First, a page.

Adversary proceedings: Being sued in bankruptcy and what to do about it.

Friday 5th of October 2012 01:13:27 AM

Adversary proceedings.  A lot of debtors enter bankruptcy painfully unaware that they can be sued in bankruptcy.  The bigger surprise, usually for debtors who have hired legal counsel, is that the defense of such lawsuits is not covered in their retainer.

You can be sued by creditors in bankruptcy.  The grounds are numerous, but the most common are those controlled by Section 523 of the Bankruptcy Code.  The most common grounds involve preferential transfers (paying off debts to ‘insiders’ right before filing), major purchases or cash advances on credit cards right before filing for bankruptcy (the previous 90 days are the most common), or borrowing funds based on false or misleading information (overstating income when applying for a loan, for example). Lastly, such lawsuits can be brought for outright fraud.  There are more grounds, but a full discussion would be beyond the scope of this post.

Bankruptcy Trustees could also bring such actions against debtors, usually to undo transfers or to demand the return of assets sold to others, payoff of debts just before filing, and a few others.

Understand that such actions typically seek the non-dischargeability of the debt (i.e that the debt survive your bankruptcy) or that the asset be returned for purposes of paying your creditors.

If you are sued in bankruptcy, you and your attorney (if you have hired one) will be served with a summons and complaint.  Beware, failing to defend yourself against such a lawsuit will likely result in a money judgment against you.  More importantly, if you have paid your attorney a flat fee to prepare your bankruptcy petition and appear at your Meeting of Creditors, then you have very likely not hired them to defend any such actions.  In fact, the majority of bankruptcy attorneys don’t even do such work.  If you are sued in bankruptcy and your attorney cannot help you, you will have to find an attorney who does.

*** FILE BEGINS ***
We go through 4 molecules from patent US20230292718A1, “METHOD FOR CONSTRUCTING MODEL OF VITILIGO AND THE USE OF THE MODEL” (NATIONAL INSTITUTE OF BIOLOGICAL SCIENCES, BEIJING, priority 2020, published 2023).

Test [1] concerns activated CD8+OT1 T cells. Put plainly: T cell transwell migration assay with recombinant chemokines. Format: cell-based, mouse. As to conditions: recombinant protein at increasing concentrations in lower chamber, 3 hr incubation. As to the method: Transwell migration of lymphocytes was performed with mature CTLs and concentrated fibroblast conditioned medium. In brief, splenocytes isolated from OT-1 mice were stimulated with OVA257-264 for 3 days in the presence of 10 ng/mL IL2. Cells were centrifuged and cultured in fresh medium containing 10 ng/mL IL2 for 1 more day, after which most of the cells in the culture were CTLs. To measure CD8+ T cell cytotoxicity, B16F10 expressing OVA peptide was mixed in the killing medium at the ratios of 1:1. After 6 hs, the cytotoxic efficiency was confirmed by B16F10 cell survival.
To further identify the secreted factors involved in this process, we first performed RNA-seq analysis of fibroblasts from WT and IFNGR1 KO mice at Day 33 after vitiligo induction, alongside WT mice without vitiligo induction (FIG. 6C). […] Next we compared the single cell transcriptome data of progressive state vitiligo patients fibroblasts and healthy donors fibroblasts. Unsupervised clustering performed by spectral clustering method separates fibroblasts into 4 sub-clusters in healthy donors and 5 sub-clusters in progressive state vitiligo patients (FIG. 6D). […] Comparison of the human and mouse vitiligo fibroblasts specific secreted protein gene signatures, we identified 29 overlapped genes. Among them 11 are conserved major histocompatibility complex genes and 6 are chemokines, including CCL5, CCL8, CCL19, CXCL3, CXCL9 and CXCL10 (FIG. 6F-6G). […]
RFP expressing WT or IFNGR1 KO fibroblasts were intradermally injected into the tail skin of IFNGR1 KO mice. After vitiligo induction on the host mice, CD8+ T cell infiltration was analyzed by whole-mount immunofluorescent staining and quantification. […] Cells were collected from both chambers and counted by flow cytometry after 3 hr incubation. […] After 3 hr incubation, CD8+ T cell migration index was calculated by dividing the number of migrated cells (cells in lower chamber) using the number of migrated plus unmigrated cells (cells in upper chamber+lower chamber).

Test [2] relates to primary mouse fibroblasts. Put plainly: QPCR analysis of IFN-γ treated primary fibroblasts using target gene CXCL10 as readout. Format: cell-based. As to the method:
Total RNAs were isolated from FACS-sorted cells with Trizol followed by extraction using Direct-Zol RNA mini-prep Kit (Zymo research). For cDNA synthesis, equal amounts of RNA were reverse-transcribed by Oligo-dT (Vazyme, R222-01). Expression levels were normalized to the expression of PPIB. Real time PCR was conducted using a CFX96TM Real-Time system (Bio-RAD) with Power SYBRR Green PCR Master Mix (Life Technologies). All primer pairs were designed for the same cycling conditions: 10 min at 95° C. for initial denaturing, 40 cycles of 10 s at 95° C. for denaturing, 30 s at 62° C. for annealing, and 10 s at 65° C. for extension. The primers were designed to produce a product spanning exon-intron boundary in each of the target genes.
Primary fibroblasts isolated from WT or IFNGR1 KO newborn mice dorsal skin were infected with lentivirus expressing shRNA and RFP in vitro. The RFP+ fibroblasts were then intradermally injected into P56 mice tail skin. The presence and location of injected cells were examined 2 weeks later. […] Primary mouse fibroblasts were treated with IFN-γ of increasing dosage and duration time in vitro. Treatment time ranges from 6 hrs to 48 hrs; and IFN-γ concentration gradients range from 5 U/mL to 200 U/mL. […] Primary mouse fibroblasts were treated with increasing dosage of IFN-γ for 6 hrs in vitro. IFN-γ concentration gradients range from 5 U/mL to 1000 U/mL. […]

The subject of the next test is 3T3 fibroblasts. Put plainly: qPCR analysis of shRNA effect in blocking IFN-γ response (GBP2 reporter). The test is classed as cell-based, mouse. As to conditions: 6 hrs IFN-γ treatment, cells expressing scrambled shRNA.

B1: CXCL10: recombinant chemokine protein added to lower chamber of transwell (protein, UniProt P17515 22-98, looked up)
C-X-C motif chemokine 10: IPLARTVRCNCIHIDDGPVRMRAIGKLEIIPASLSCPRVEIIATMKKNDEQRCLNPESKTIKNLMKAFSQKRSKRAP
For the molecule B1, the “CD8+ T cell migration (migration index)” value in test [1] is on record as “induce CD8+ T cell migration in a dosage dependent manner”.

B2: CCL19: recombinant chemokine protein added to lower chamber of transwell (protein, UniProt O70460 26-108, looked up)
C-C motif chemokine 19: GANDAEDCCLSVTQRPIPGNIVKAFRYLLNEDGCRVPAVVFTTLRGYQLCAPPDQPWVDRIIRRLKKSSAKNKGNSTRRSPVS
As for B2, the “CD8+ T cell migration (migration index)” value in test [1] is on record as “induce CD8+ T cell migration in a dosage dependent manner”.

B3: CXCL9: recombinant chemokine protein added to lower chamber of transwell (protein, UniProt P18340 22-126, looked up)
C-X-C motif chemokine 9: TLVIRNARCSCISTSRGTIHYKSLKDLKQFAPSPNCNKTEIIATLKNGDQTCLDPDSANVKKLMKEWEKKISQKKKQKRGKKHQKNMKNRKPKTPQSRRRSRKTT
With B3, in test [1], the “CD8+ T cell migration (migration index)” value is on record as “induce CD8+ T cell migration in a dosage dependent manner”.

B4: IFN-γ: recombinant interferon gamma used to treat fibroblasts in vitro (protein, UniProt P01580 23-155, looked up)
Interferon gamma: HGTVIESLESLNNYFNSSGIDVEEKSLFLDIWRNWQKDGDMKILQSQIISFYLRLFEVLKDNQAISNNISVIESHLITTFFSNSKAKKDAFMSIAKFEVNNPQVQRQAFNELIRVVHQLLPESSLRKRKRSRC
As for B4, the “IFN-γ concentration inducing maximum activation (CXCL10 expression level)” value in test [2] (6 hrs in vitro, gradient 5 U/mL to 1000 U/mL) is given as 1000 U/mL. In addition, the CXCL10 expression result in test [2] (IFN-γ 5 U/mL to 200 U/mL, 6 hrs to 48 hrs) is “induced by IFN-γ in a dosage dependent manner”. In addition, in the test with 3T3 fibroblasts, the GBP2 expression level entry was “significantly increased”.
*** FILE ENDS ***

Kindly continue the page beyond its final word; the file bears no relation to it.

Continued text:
Our office has both prosecuted and defended adversary proceedings in bankruptcy, for both creditors and for debtors.  We represent clients in bankruptcy for only the adversary proceedings, oftentimes through referral from other bankruptcy attorneys who were only hired by the client to file the petition alone.

Whatever you do, don’t presume that your defense is covered under your retainer, because it usually is not.  Find a law firm that does, if you are in the Southern California area, we can help.

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